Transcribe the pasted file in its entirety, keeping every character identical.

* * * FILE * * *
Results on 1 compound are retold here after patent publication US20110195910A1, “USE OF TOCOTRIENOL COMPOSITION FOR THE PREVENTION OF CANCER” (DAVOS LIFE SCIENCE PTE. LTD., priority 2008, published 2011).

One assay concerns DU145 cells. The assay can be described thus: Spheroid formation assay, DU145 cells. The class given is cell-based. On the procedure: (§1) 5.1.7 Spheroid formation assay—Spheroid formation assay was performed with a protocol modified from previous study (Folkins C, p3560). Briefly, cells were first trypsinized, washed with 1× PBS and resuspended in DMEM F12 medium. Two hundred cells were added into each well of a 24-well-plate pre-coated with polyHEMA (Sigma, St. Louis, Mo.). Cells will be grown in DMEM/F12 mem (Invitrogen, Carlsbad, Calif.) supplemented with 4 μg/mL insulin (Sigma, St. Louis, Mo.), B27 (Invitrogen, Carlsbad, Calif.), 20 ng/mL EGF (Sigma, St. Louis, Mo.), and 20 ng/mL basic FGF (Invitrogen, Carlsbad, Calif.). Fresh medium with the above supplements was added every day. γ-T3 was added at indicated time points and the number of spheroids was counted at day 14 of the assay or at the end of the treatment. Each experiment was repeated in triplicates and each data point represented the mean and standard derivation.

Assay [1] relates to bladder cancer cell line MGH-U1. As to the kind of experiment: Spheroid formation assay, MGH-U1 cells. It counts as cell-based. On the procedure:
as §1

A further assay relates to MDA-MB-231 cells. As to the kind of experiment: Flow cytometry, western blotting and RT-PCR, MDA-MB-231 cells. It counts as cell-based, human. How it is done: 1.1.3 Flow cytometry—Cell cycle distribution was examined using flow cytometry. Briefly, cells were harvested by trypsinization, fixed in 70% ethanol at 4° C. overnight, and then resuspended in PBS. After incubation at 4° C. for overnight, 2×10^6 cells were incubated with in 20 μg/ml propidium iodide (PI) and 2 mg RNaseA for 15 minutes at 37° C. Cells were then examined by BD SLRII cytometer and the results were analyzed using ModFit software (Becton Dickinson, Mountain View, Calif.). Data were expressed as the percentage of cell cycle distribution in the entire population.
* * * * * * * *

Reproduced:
Results on 1 compound are retold here after patent publication US20110195910A1, “USE OF TOCOTRIENOL COMPOSITION FOR THE PREVENTION OF CANCER” (DAVOS LIFE SCIENCE PTE. LTD., priority 2008, published 2011).

One assay concerns DU145 cells. The assay can be described thus: Spheroid formation assay, DU145 cells. The class given is cell-based. On the procedure: (§1) 5.1.7 Spheroid formation assay—Spheroid formation assay was performed with a protocol modified from previous study (Folkins C, p3560). Briefly, cells were first trypsinized, washed with 1× PBS and resuspended in DMEM F12 medium. Two hundred cells were added into each well of a 24-well-plate pre-coated with polyHEMA (Sigma, St. Louis, Mo.). Cells will be grown in DMEM/F12 mem (Invitrogen, Carlsbad, Calif.) supplemented with 4 μg/mL insulin (Sigma, St. Louis, Mo.), B27 (Invitrogen, Carlsbad, Calif.), 20 ng/mL EGF (Sigma, St. Louis, Mo.), and 20 ng/mL basic FGF (Invitrogen, Carlsbad, Calif.). Fresh medium with the above supplements was added every day. γ-T3 was added at indicated time points and the number of spheroids was counted at day 14 of the assay or at the end of the treatment. Each experiment was repeated in triplicates and each data point represented the mean and standard derivation.

Assay [1] relates to bladder cancer cell line MGH-U1. As to the kind of experiment: Spheroid formation assay, MGH-U1 cells. It counts as cell-based. On the procedure:
as §1

A further assay relates to MDA-MB-231 cells. As to the kind of experiment: Flow cytometry, western blotting and RT-PCR, MDA-MB-231 cells. It counts as cell-based, human. How it is done: 1.1.3 Flow cytometry—Cell cycle distribution was examined using flow cytometry. Briefly, cells were harvested by trypsinization, fixed in 70% ethanol at 4° C. overnight, and then resuspended in PBS. After incubation at 4° C. for overnight, 2×10^6 cells were incubated with in 20 μg/ml propidium iodide (PI) and 2 mg RNaseA for 15 minutes at 37° C. Cells were then examined by BD SLRII cytometer and the results were analyzed using ModFit software (Becton Dickinson, Mountain View, Calif.). Data were expressed as the percentage of cell cycle distribution in the entire population.